Snow! 1: Look OMG The Snow is Falling
This is the post about the snow where I just go 'snow! Oh my God!' and show you some pretty pictures. Thus unimpressing those used to proper extreme weather, for whom we are but milquetoasts obsessed with any change to our bland, grey weather. Anyway so me and my sister Frances have been going outside our flat, skidding around in the slush and generally behaving like idiot children. All photographs by her except for the ones with her in, which feature my famously inept camera skills.
The small park outside our East Greenwich flat, at midnight. The chip shop and the all-you-can-eat chinese buffet are covered in icing, and the park looks much like this:
Today we decided initially to go to East Greenwich Pleasaunce, a slightly larger park which was laid out as a burial ground for employees of the Royal Naval Hospital. Nobody seems to know it exists. There were about three children and one American woman making a snowman.
We retire to the excellent GMT Cafe to recuperate. In this cafe there were once photographs of the Slavic proprietor in military fatigues. Initially we wondered what side he fought on, then realised by reading the caption that he's actually posing in his job as an extra - in Spooks, as a Yugoslavian colonel. They have no mushrooms, presumably because London's mushroom wholesalers have all died of hypothermia on the Blackwall Approach. After much discussion she convinces me we that we ought to walk up the hill to Blackheath, thus risking our very life and limb.
The road goes alongside said tunnel approach, where we also note the local Rail station is snowed in.
When we finally get to Blackheath it is white as far as the eye can see. There should normally be a large office block in this shot, but Lewisham's nearby Citibank tower is totally obscured by mist and snow. Blackheath usually has pretensions to be south London's Hampstead, but today it is its Siberia. If I were in a postpunk band this is where I would get Anton Corbijn to point his camera while I gaze existentially into the distance.
We walk over to the Paragon, a Barry Lyndon Georgian close on the edge of the heath, designed by Michael Searle in 1792, blitzed and reconstructed as part of the Festival of Britain ('cockney panache...the Royal Crescent at Bath wearing a South London grin' - Nairn). Sadly this facet of that exercise in 'three dimensional socialist propaganda' is now obscured by the giant cars of the super-rich - although they look much nicer when covered in icing. This is my only hat, and I apologise for it.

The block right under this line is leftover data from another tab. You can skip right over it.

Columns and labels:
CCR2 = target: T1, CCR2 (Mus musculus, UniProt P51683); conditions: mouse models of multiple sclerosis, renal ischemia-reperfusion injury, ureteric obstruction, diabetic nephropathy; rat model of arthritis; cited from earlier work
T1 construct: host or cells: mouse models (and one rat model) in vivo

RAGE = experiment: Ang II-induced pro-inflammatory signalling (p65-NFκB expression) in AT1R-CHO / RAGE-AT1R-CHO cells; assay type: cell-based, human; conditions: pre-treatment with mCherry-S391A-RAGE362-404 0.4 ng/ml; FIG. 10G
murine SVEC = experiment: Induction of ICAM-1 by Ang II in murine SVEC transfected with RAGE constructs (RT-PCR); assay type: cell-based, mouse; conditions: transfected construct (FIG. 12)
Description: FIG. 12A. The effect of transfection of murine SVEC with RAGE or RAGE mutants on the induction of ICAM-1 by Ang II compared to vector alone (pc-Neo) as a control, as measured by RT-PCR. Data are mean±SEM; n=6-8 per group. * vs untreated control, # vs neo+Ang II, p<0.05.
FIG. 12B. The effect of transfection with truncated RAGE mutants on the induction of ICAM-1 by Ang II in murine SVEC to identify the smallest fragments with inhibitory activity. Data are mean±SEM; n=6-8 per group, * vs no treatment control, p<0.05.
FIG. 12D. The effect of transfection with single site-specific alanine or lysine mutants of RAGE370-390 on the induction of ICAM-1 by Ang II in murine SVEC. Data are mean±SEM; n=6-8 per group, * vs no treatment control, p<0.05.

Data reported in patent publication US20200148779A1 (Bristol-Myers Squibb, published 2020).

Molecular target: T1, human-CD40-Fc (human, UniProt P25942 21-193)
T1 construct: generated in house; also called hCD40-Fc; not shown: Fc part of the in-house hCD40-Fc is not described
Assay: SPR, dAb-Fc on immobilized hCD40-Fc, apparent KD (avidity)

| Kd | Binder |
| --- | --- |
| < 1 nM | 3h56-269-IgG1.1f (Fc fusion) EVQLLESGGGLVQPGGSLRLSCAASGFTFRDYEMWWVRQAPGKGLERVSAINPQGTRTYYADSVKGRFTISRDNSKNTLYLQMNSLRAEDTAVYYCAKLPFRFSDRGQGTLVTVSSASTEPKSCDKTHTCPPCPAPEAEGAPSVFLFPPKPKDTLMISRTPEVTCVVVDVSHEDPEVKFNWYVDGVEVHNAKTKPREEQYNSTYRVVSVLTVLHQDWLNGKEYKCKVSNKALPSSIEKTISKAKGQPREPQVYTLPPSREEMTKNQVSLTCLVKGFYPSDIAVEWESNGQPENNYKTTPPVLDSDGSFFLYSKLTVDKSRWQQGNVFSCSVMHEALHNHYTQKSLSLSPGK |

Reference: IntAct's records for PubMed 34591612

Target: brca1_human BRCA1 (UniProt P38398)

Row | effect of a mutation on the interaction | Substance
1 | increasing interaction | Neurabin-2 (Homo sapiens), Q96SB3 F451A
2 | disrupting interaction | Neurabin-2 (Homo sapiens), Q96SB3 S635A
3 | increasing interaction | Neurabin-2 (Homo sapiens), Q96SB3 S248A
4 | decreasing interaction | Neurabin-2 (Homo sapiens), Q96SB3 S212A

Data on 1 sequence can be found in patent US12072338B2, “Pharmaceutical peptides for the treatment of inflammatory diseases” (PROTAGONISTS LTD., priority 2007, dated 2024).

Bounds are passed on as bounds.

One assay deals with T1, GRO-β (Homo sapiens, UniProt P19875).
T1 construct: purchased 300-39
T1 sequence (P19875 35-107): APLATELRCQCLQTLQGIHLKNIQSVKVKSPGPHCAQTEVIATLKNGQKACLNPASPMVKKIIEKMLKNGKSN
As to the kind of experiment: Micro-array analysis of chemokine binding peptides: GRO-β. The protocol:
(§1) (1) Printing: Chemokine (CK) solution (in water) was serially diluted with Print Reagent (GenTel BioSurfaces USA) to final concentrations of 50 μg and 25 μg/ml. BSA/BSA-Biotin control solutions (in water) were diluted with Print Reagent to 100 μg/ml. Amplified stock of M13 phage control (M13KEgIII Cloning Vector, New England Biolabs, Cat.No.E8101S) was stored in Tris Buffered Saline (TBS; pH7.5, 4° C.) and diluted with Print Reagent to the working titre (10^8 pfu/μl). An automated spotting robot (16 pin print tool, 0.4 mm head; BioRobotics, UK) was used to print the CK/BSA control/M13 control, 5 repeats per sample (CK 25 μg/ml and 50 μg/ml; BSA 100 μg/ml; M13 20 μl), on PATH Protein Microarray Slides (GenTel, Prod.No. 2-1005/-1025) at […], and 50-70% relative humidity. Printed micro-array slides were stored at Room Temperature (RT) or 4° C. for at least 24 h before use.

By this point I can no longer feel my feet, so hubristically declare to some protest that we shall walk on, through the various Eric Lyons-designed Span schemes of the 1950s and 60s that give Blackheath an element of high-end, somewhat Scandinavian midcentury Modernism to go alongside the Georgiana. This one, South Row, has a neat beton brut frame enclosing some deeply covetable flats full of books and things. The gardens and public spaces that make these developments so enduringly idyllic are actually private areas, but their Grade II* listing stops them being enclosed, so one can walk through them willy-nilly.
A bit further on there are more - Hall Gate, the Hall - past a church whose spire always resembles to me some sort of instrument of medieval torture (George Smith, 1830). Two of these photos hopefully show his beautifully flowing, Weimar Republic Siedlung-style landscaping blanketed appropriately in snow, while the last one is by Patrick Gwynne - Kubrickian again, resembling the houses where the intellectuals of his pop art/russified state plot to alter the minds of criminal youth.
Eventually we try to walk home down Vanbrugh Hill without falling over, miraculously just managing it. This view would usually show all a panorama of Canary Wharf and the Millennium Dome, and its rather nice that we can't see them, other than as the most abstract set of blurred neon lights.